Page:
4. Umbrella consent is out the window

One of the most notable changes is GDPR’s requirement to gather explicit consent from users before collecting, storing and processing their personal data. Today, many organizations use vague user consent forms to collect a wide range of personal information. Under GDPR, companies need to outline precisely what data they are asking a customer to share as well as how that information will be used. In addition to this new level of transparency, customers need to be able to review, change or revoke their approvals at any time.

Businesses will need to be much more surgical with their data collection methods, revamp their consent forms to reflect these new requirements and completely overhaul their fine print to adhere to GDPR guidelines to clearly spell out to users exactly what they're agreeing to when they hand over their data.

5. Account deactivation is not the same as deletion

Many companies today don’t allow registered users to delete their accounts and only offer account deactivation. This allows them to continue leveraging user data even after an account has been deactivated because the existing customer data remains on organizations' servers.

Under GDPR, businesses will be expected to not only comply with account deactivation requests, but to offer complete account deletion. This "right to be forgotten" guideline will require organizations to completely scrub their systems and eliminate any trace of a customer. That could be a tall order for businesses with complex networks, distributed CRMs and marketing automation systems with databases spread out across various environments, departments, and regions. They will need to find a way to centralize this data or find an efficient means to locate it wherever it may reside and remove it.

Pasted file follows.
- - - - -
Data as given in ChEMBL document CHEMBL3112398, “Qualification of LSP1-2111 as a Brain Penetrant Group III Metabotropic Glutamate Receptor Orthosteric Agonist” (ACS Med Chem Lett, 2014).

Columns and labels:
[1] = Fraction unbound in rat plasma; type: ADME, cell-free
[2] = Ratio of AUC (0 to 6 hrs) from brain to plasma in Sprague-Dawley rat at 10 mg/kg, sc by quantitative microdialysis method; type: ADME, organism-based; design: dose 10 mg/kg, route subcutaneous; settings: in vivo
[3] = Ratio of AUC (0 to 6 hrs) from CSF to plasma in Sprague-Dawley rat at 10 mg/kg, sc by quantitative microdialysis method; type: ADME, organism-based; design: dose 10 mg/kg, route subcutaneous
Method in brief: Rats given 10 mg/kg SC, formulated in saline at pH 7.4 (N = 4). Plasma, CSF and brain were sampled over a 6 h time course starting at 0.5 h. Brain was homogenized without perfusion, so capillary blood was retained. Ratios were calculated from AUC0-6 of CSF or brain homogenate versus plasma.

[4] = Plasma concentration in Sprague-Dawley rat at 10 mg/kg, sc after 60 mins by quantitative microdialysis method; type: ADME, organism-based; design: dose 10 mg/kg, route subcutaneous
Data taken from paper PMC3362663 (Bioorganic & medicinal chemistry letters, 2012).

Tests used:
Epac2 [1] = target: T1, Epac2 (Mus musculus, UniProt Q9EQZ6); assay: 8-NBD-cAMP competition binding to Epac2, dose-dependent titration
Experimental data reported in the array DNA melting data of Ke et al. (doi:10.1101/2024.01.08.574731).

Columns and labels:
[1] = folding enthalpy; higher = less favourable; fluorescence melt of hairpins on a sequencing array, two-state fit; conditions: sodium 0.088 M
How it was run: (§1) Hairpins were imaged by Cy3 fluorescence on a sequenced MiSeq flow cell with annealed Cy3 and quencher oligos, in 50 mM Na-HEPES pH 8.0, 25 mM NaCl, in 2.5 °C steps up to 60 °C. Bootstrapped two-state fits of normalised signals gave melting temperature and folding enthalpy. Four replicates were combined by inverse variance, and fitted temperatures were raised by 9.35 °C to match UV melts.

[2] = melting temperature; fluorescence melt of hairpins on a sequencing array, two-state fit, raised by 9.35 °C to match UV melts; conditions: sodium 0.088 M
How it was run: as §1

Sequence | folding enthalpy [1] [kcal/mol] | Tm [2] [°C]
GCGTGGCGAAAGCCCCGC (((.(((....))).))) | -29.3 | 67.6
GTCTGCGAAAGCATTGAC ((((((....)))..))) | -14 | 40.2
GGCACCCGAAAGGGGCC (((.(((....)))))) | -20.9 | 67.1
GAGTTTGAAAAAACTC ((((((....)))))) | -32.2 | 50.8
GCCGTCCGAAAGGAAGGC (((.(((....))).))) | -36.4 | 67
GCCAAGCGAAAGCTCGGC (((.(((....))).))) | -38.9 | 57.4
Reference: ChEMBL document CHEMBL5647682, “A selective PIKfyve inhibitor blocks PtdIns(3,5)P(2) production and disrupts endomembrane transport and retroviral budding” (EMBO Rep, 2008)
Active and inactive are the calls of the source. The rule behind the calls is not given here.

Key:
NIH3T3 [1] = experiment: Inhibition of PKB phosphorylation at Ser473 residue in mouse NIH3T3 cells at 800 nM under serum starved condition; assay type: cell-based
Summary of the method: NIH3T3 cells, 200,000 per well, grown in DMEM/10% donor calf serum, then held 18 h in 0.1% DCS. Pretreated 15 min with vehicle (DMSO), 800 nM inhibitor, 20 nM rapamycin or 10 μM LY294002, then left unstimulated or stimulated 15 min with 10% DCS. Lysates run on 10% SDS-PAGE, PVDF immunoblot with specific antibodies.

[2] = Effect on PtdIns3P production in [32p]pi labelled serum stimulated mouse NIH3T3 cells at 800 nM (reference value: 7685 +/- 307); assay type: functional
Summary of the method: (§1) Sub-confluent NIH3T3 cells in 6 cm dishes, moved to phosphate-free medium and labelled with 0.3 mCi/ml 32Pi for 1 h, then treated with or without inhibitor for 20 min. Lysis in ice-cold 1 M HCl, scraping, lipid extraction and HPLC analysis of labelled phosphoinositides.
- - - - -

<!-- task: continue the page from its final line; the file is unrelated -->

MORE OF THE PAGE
With GDPR, EU's leaders are making it clear that lackadaisical data privacy, security and management practices will no longer be tolerated. Any organization that wants to continue doing business in this market need to diligently prepare their workflows, processes and systems to fully comply with these regulations.

For assistance going down the home stretch, be sure to reach out to Janrain and have a look at our GDPR information resources. Our unparalleled expertise may just be what you need to meet the GDPR deadline.

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About the author

Sven Dummer

Director of Product Marketing

Sven Dummer leads product marketing at Janrain, helping companies to build better online experiences for their customers through cloud-based Customer Identity and Access Management (CIAM). Previously, Sven worked with Silicon Valley startups as well as Fortune500 companies, including Yahoo, Wind River (acquired by Intel), SUSE and Microsoft in product development, product marketing and management roles. At Intel, Sven also helped launch (and named) the collaborative Yocto Project, an open-source initiative that enables users to create custom Linux-based systems for IoT devices regardless of the hardware architecture. Sven is based in the San Francisco Bay Area.

View all posts by Sven Dummer